# Why is $S_{0}$ a subring of the graded ring $S=\bigoplus_{d\geq 0}S_{d}$.

An (essentially) the same question has been asked and answered here Definition of graded rings, but the user who posted the answer has not been here for a while, and I am confused by the answer, so I post a new question here.

A graded is a ring $$S$$ together with a family $$(S_{d})_{d\geq 0}$$ of subgroups of the additive group of $$S$$, such that $$S=\bigoplus_{d\geq 0}S_{d}$$ and $$S_{e}S_{d}\subseteq S_{e+d}$$ for all $$e,d\geq 0$$.

I want to show that

$$S_{0}$$ is a subring of $$S$$.

It is clear from the definition that $$S_{0}\leq S$$, so we only need to show $$S_{0}$$ is closed under multiplication and contains the multiplicative identity $$1$$.

The closure under multiplication follows immeidately from $$S_{0}S_{0}\subseteq S_{0+0}=S_{0}$$.

However, I got stuck in why $$1\in S_{0}$$. The answer referred above goes as follows. Write $$1=\sum_{d\geq 0}x_{d}$$, where $$x_{d}=x_{d}(1)$$ is uniquely determined by $$1$$, $$x_{d}\in S_{d}$$, and only finitely many of $$x_{d}$$'s are nonzero.

Fix $$n\in\mathbb{Z}_{\geq 0}$$. Then, $$x_{n}=x_{n}1=\sum_{d\geq 0}x_{d}x_{n}=x_{0}x_{n}+x_{1}x_{n}+\cdots.$$

So far so good, but then the answer argues that "by comparing degree", we can conclude that $$x_{n}=x_{0}x_{n}.$$

I don't understand why this follows. I understand by saying "comparing degree", the answer might actually mean the following. Everything here is a homogenous element of degree $$\geq n$$, i.e. $$x_{n}\in S_{n}$$, $$x_{n}x_{0}\in S_{n}$$, $$x_{1}x_{n}\in S_{n+1}$$, $$x_{2}x_{n}\in S_{n+2},\cdots$$.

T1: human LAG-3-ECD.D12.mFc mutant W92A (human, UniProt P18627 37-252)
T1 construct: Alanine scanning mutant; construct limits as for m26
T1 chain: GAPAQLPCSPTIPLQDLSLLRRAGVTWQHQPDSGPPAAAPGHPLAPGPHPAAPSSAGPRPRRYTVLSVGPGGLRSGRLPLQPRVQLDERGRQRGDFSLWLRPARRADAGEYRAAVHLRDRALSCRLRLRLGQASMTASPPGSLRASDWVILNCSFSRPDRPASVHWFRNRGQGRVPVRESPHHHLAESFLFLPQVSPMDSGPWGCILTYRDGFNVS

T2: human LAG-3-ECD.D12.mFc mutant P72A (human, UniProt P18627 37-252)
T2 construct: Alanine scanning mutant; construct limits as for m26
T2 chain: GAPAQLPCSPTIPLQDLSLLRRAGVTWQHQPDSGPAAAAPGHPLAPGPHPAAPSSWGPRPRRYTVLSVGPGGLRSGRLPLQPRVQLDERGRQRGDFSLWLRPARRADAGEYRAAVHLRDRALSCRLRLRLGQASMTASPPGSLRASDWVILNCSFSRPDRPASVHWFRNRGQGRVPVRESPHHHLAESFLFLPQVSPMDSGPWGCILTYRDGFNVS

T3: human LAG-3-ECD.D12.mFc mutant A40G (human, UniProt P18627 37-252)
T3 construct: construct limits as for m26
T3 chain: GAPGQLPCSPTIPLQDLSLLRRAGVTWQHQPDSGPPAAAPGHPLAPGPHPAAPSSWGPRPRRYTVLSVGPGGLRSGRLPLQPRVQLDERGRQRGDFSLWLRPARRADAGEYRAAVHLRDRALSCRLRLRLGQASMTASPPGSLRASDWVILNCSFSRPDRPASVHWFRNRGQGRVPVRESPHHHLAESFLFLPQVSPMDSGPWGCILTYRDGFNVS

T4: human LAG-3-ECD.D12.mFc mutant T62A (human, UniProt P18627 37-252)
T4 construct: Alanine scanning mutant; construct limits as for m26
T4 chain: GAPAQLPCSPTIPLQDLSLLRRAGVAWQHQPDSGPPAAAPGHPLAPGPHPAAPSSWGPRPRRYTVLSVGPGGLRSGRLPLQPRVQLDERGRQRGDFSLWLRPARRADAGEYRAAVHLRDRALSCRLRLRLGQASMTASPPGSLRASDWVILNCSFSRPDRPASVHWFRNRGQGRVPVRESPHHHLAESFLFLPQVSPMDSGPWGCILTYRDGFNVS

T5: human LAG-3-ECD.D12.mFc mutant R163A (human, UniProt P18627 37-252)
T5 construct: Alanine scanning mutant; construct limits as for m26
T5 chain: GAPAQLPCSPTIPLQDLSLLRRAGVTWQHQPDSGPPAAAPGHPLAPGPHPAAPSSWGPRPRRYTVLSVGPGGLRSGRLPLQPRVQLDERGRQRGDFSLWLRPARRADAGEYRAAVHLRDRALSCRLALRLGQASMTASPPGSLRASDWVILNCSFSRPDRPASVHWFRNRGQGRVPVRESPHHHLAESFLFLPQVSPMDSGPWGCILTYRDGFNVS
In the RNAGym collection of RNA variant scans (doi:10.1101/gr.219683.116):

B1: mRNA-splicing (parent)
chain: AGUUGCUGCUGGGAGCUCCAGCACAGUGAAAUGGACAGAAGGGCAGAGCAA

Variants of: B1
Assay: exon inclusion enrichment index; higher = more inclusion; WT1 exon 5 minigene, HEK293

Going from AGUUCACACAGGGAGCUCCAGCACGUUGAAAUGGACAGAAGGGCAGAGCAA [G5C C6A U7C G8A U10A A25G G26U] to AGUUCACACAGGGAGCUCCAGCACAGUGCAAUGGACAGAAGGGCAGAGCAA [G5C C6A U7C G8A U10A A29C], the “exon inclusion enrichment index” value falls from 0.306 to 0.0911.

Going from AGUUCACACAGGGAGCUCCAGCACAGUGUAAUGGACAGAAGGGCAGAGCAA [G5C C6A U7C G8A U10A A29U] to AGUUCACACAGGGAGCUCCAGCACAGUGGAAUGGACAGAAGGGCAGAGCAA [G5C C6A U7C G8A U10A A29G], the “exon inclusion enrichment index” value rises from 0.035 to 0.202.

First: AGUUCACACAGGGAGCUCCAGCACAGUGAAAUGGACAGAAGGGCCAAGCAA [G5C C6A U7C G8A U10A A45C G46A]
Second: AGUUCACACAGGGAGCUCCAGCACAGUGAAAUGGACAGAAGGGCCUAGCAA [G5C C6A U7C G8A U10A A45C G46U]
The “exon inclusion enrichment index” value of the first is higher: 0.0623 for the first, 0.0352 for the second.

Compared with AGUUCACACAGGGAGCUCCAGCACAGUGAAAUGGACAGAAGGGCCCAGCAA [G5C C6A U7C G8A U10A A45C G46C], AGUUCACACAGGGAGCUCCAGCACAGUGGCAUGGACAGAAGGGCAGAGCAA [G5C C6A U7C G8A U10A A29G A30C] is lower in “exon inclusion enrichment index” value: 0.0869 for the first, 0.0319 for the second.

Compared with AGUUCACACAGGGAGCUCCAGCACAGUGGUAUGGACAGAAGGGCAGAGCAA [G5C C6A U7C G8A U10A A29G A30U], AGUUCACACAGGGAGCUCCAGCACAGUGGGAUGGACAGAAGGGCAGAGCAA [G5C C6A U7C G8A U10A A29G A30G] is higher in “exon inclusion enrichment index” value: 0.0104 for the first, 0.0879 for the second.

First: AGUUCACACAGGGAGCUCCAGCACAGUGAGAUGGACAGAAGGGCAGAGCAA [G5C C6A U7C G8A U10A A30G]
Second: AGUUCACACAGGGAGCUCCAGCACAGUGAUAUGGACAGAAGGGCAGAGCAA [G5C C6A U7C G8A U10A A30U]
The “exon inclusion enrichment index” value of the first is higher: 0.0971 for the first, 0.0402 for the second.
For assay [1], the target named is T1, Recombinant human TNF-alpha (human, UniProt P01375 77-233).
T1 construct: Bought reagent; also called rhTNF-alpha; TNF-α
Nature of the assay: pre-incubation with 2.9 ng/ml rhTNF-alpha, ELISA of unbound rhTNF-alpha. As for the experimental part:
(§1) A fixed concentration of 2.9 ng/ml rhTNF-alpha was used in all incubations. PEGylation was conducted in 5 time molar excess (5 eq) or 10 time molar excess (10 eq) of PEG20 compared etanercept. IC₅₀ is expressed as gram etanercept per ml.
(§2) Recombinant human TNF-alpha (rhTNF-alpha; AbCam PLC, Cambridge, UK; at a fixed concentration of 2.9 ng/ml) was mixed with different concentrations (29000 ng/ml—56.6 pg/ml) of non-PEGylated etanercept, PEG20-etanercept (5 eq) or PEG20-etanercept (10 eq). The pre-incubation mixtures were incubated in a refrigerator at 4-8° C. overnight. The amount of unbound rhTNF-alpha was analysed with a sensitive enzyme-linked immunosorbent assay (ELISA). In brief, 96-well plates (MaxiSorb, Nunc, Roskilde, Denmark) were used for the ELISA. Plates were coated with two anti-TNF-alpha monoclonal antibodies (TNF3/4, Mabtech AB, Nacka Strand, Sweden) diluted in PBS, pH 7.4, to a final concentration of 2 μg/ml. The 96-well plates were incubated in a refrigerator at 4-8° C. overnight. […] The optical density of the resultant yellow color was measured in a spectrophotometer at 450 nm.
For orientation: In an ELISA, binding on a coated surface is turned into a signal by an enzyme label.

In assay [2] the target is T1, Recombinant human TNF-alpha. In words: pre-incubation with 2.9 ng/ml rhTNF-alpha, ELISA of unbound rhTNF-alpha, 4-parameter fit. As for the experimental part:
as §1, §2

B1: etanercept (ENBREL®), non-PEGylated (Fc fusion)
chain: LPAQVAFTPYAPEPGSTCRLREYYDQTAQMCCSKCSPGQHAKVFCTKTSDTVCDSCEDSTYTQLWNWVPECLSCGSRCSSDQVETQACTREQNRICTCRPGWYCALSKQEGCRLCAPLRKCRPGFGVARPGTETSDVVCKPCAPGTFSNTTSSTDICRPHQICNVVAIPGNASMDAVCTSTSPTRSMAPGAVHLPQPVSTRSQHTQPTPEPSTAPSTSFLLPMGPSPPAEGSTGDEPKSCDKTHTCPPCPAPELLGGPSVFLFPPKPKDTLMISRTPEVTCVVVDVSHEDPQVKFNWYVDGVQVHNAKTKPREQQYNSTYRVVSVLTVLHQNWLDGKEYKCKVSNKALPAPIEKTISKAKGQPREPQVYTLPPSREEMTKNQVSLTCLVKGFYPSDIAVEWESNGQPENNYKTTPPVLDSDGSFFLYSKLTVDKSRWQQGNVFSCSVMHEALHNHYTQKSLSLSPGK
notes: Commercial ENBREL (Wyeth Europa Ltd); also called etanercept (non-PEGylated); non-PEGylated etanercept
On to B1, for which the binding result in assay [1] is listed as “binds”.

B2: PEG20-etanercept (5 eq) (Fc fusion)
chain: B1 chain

So in the RHS of the equation, only $$x_{0}x_{n}$$ is of degree $$n$$ (which equals to the degree of $$x_{n}$$), and other summands are of degree $$\geq n+1$$. But why does this imply that we must have $$x_{0}x_{n}=x_{n}$$? Equivalently, why does this imply $$x_{d}x_{n}=0$$ for all $$d\geq 1$$?

I know that $$S_{i}\cap S_{j}=0$$ for $$i\neq j$$, but why does this prevent a homogeneous element of degree $$n$$ from being written as a sum of homogeneous elements of different degrees?

Thank you!

You know much more than just $$S_i\cap S_j=0$$. You know $$S$$ is the direct sum of the $$S_i$$. This by definition means that every element of $$S$$ is uniquely written as a sum $$\sum a_i$$ where $$a_i\in S_i$$ (and all but finitely many of them are $$0$$). In particular, this means the unique way to write $$x_n$$ as such a sum is taking $$a_n=x_n$$ and $$a_i=0$$ for $$i\neq n$$. Since $$x_n=\sum_d x_dx_n$$ gives another such way of representing $$x_n$$ (with $$a_i=0$$ for $$i and $$a_i=x_{i-n}x_n$$ for $$i\geq n$$) it must be the same, i.e. we must have $$x_n=x_0x_n$$ and $$x_dx_n=0$$ for all $$d>0$$.